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January 12, 2019

Haiti, Disaster, and Revolution

Suffering in Haiti is a manmade, not a natural, disaster.

Today marks the ninth anniversary of Haiti’s devastating earthquake in which 160,000 people lost their lives. Since then, in October of 2016, Hurricane Matthew further traumatized Haiti, killing hundreds of people, leaving 1.4 million in need of humanitarian assistance, and sparking fears of a cholera outbreak.

But these catastrophes were not solely “natural,” for, as Junot Díaz reminds us, “they are always made possible by a series of often-invisible societal choices.” Whether it was Haiti’s early history as a French colony, or the 40 percent of Haiti’s income that U.S. officials siphoned away, the world has “done its part in demolishing Haiti” and implicated more than just those being drowned or buried in rubble.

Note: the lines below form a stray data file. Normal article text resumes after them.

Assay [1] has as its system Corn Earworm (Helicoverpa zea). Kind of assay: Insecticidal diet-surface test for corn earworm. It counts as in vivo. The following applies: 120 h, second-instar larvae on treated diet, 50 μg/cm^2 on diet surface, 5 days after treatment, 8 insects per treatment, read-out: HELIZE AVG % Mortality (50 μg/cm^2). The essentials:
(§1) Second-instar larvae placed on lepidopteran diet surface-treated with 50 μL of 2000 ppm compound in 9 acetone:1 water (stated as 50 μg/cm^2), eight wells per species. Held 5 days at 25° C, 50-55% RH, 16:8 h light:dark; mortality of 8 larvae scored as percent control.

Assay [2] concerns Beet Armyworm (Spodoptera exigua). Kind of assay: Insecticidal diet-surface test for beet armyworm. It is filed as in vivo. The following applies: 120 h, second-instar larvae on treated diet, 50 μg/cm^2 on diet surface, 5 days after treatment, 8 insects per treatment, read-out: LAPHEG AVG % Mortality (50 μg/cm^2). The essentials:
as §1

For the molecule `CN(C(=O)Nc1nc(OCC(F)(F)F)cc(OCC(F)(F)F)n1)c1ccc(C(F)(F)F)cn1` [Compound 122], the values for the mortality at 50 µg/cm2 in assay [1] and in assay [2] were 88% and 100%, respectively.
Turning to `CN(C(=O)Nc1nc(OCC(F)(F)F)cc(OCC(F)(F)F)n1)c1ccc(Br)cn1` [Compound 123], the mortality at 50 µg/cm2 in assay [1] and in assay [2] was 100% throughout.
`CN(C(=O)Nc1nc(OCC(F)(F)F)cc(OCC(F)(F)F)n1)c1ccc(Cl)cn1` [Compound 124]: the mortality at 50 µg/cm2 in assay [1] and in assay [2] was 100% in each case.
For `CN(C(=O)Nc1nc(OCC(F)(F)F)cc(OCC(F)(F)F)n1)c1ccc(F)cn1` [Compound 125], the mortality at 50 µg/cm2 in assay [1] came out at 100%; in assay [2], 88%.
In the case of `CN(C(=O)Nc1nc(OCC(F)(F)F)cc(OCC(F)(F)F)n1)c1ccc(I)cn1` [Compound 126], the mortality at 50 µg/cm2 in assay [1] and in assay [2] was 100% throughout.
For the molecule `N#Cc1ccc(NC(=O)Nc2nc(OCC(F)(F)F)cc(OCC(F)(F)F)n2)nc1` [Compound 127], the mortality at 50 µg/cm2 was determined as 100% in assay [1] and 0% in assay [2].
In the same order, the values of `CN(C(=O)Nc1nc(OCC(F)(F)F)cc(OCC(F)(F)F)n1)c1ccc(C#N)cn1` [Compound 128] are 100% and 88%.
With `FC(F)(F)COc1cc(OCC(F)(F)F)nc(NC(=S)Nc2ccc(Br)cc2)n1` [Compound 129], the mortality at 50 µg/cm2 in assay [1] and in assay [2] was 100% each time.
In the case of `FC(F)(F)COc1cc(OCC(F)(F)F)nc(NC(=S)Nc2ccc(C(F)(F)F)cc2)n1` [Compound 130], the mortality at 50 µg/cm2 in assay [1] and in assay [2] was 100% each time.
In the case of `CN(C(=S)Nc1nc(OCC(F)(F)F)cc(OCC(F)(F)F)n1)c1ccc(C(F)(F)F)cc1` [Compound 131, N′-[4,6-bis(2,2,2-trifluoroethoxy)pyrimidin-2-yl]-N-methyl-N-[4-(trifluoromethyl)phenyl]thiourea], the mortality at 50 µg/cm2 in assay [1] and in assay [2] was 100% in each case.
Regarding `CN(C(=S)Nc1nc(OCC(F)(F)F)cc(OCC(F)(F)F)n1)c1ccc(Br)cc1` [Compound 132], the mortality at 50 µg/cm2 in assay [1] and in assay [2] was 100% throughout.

—Rosie Gillies

Junot Díaz
There are no natural disasters, only social ones.
Colin Dayan

It is now eight days since an earthquake devastated Port-au-Prince.

Jake Johnston

Four years after the devastating earthquake in January 2010, despite billions of dollars in aid, the housing crisis persists.

Colin Dayan

Jonathan Katz has written the book about the Haitian earthquake. How does he contextualize the tragedy in the country's history?

Sidney W. Mintz

The inescapable truth is that “the world” never forgave Haiti for its revolution, because the slaves freed themselves.

Colin Dayan

I went back to Haiti on August 15, a year and a half after the earthquake. The place where I had lived on and off since the summer of 1970 was unrecognizable. But the politics were familiar.

Sidney W. Mintz

In the aftermath of the devastating 2010 earthquake, an anthropologist reflects on his fieldwork in Haiti fifty years earlier.

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